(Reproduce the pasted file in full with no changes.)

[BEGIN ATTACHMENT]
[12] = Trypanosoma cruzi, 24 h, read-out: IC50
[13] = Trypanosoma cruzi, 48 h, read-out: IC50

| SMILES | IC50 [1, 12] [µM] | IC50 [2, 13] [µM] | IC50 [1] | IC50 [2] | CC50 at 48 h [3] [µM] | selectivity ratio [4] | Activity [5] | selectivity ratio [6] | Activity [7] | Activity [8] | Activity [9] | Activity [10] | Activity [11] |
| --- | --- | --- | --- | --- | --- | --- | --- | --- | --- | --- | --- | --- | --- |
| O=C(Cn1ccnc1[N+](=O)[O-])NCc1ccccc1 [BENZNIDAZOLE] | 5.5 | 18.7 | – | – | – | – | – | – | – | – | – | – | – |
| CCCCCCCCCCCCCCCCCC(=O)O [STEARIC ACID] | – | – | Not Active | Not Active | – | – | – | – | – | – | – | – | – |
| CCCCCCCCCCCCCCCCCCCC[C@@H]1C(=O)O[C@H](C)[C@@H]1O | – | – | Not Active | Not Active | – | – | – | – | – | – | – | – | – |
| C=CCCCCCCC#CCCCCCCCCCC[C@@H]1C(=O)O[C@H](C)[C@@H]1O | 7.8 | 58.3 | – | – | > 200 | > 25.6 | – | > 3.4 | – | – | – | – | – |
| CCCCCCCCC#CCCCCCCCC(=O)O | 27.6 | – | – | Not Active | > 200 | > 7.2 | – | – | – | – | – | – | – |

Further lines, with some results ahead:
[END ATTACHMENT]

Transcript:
[12] = Trypanosoma cruzi, 24 h, read-out: IC50
[13] = Trypanosoma cruzi, 48 h, read-out: IC50

| SMILES | IC50 [1, 12] [µM] | IC50 [2, 13] [µM] | IC50 [1] | IC50 [2] | CC50 at 48 h [3] [µM] | selectivity ratio [4] | Activity [5] | selectivity ratio [6] | Activity [7] | Activity [8] | Activity [9] | Activity [10] | Activity [11] |
| --- | --- | --- | --- | --- | --- | --- | --- | --- | --- | --- | --- | --- | --- |
| O=C(Cn1ccnc1[N+](=O)[O-])NCc1ccccc1 [BENZNIDAZOLE] | 5.5 | 18.7 | – | – | – | – | – | – | – | – | – | – | – |
| CCCCCCCCCCCCCCCCCC(=O)O [STEARIC ACID] | – | – | Not Active | Not Active | – | – | – | – | – | – | – | – | – |
| CCCCCCCCCCCCCCCCCCCC[C@@H]1C(=O)O[C@H](C)[C@@H]1O | – | – | Not Active | Not Active | – | – | – | – | – | – | – | – | – |
| C=CCCCCCCC#CCCCCCCCCCC[C@@H]1C(=O)O[C@H](C)[C@@H]1O | 7.8 | 58.3 | – | – | > 200 | > 25.6 | – | > 3.4 | – | – | – | – | – |
| CCCCCCCCC#CCCCCCCCC(=O)O | 27.6 | – | – | Not Active | > 200 | > 7.2 | – | – | – | – | – | – | – |

Further lines, with some results ahead: